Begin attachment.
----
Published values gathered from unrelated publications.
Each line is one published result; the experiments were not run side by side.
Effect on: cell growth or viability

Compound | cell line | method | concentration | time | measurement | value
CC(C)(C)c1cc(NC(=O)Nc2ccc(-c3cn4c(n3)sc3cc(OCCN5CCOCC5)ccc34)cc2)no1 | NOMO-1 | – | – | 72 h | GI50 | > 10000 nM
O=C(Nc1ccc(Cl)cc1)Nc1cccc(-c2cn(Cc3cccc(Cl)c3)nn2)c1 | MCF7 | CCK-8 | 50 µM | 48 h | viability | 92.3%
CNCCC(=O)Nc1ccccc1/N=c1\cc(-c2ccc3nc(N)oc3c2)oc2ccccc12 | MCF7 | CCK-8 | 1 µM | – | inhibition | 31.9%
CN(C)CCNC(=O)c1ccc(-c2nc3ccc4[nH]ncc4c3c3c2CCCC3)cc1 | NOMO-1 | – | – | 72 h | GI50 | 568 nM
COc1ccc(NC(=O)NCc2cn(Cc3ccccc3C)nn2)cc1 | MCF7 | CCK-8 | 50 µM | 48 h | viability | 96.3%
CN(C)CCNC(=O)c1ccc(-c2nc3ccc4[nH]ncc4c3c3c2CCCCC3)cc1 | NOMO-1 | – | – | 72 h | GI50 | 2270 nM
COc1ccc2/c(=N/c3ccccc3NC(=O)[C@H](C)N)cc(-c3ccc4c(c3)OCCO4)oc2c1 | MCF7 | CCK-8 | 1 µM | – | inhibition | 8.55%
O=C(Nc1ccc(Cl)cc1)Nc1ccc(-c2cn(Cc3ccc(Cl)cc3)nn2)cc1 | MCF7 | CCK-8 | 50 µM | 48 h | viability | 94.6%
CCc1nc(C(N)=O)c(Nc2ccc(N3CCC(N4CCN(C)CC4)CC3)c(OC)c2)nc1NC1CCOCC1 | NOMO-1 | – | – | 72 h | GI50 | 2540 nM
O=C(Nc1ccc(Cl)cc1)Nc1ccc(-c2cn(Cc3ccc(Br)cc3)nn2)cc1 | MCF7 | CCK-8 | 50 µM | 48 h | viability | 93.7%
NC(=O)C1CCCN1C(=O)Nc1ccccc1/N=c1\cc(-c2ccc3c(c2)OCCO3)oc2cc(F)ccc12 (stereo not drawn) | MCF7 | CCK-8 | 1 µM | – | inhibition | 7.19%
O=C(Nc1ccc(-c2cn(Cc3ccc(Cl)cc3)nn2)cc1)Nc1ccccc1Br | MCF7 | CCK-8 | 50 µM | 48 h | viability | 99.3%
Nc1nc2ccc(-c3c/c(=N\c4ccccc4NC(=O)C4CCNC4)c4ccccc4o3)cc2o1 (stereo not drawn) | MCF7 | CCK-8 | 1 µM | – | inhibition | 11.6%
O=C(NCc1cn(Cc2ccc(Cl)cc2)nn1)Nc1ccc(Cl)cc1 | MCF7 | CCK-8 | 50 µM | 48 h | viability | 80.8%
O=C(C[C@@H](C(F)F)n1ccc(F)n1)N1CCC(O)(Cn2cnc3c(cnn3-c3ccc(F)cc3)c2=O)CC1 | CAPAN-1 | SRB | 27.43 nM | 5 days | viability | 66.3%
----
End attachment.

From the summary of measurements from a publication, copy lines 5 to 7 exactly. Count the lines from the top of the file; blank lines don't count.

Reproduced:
CC(C)(C)c1cc(NC(=O)Nc2ccc(-c3cn4c(n3)sc3cc(OCCN5CCOCC5)ccc34)cc2)no1 | NOMO-1 | – | – | 72 h | GI50 | > 10000 nM
O=C(Nc1ccc(Cl)cc1)Nc1cccc(-c2cn(Cc3cccc(Cl)c3)nn2)c1 | MCF7 | CCK-8 | 50 µM | 48 h | viability | 92.3%
CNCCC(=O)Nc1ccccc1/N=c1\cc(-c2ccc3nc(N)oc3c2)oc2ccccc12 | MCF7 | CCK-8 | 1 µM | – | inhibition | 31.9%